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When .000002% of the boats on the water currently use LiFePO4, there is hardly a market... I suspect when we get close to 2% there might be an opportunity.....

Heck even in my sample size of customers, over 90% still use flooded LA batteries. Even with the "popularity" of AGM & GEL less than 10% of the market here in Maine is AGM or GEL...

I suspect you could easily take the Junsei apart and get a new front panel made for it making thus it more "marine" looking.. Front Panel Express is who I use for stuff like this..
Ahhh you know what I mean , it would be nice wouldn't it


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Old 07-02-2013, 14:47   #1978
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Re: LiFePO4 Batteries: Discussion Thread for Those Using Them as House Banks

Most of us take the Internet for granted, but as a "roll your own" DIY'er for most of my life, the Internet makes it so easy to find components and sub assemblies to be able to fabricate what you have in your head.

All this worry about LiFePO4 is unfounded. The reason for BMS is for the appliance operators who don't understand batteries, to protect their investment. LA batteries have arrant cells over their cycle life, and then you just toss them. Since the cycle life of LiFePO4 are greater than 2000, over that period cells will get a bit out of balance. A cell logger with high and low voltage sets for alarms is really all that is needed. To re-balance is easy, and your back on track again.

There are many who are following this thread trying to decide if LiFePO4 is right for them. On cost alone, they are right for everyone, but I'm willing to bet between all of our pontification and the Dreamliner's problems, many are going to hold back for the dust to settle. I've used batteries in so many applications from EV to off grid homes, I can say nothing beats LiFePO4, and their price will continue to fall but even at today's prices, has every other battery beat for house banks on boats, what this thread is all about.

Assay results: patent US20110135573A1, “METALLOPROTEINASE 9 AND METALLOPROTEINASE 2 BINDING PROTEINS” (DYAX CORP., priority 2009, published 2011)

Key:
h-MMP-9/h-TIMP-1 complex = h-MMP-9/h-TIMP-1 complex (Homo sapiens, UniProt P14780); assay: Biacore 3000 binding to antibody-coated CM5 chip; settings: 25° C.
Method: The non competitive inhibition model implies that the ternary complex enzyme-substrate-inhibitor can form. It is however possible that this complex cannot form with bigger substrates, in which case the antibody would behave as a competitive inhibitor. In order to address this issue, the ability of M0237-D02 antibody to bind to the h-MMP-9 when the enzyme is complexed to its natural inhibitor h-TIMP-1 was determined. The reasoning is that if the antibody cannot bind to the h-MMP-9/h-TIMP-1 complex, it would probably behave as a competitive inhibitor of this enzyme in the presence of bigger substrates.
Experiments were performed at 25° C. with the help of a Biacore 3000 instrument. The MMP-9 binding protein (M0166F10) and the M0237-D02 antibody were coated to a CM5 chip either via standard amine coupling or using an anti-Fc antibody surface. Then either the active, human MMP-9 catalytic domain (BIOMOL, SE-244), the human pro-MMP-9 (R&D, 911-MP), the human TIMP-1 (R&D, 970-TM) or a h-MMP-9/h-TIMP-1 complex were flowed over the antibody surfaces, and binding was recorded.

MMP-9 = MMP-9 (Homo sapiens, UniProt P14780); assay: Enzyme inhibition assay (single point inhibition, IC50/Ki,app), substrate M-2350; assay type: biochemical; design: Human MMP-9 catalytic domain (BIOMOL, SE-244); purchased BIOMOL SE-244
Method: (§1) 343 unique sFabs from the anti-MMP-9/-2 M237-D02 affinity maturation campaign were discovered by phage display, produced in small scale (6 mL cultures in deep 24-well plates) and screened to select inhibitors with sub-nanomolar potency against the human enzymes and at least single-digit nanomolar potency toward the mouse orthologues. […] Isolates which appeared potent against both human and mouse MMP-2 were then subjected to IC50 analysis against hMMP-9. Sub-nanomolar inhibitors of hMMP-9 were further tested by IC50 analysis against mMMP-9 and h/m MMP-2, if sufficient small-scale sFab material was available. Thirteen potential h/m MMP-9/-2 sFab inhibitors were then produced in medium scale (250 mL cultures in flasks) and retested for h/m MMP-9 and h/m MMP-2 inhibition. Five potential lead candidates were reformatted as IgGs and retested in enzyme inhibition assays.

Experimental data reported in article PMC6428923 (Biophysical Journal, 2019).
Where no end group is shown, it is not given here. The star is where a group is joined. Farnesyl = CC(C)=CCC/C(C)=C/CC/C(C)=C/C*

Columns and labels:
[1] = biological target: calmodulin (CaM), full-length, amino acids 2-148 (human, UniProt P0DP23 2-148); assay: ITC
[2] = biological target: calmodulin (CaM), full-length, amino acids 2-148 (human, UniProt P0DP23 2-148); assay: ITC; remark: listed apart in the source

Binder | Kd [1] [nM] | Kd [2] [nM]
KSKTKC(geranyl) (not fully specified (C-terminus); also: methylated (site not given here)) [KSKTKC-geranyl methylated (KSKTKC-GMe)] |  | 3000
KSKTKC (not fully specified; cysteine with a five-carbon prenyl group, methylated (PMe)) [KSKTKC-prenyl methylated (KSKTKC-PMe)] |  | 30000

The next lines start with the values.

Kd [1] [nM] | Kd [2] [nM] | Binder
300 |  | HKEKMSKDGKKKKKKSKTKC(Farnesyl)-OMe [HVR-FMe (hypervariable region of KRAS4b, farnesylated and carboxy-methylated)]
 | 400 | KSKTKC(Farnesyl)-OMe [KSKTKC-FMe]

So get the lead out, free yourself from electron storage hassles, and join the LiFePO4 family of early adopters. You will be glad you did.
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Old 07-02-2013, 15:16   #1979
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Re: LiFePO4 Batteries: Discussion Thread for Those Using Them as House Banks

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I was thinking of that , but it would be nice if I could get a amp hour meter and a cell logger in one unit with alarms. Somebody must be working on something like that, maybe Victron or Mastervolt. .

Regards
What you want should be here soon.

This company has a BMS that displays to a VGA screen.
http://elitepowersolutions.com/
ebaugh is using this system on his boat in a custom mounting.
The BMS processor itself has a CAN output, so if they could be convinced to work with someone like GARMIN We could see the display on A GMI-10.

There are others, some are making the data available by bluetooth or wifi so it can be displayed on tablets or phones.

If you have a PC at your Nav station, you can display the data from a CellLog connected by USB.
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Old 07-02-2013, 16:14   #1980
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Re: LiFePO4 Batteries: Discussion Thread for Those Using Them as House Banks

The new release (I have only read a synopsis) of IEC 62133 Ed. 2 "Safety Requirements for Secondary non-LA Batteries" has some very specific shock and vibration qualification testing. This leads to two questions:

1. Are any of the cells that we are using qualified to 62133 Ed. 1 or Ed. 2? I am using CALBs and can find no mention of vibration testing.
2 Should we be concerned about the shock and vibration that the packs of LFPs that we are installing will be subjected to? For example, I am working on a 60' 80,000 pound catamaran that slams very hard when coming off the top of a wave. The size of the vessel is immaterial, these cells will be subjected to large accelerations/decelerations. Should we try and mitigate the shock and vibration?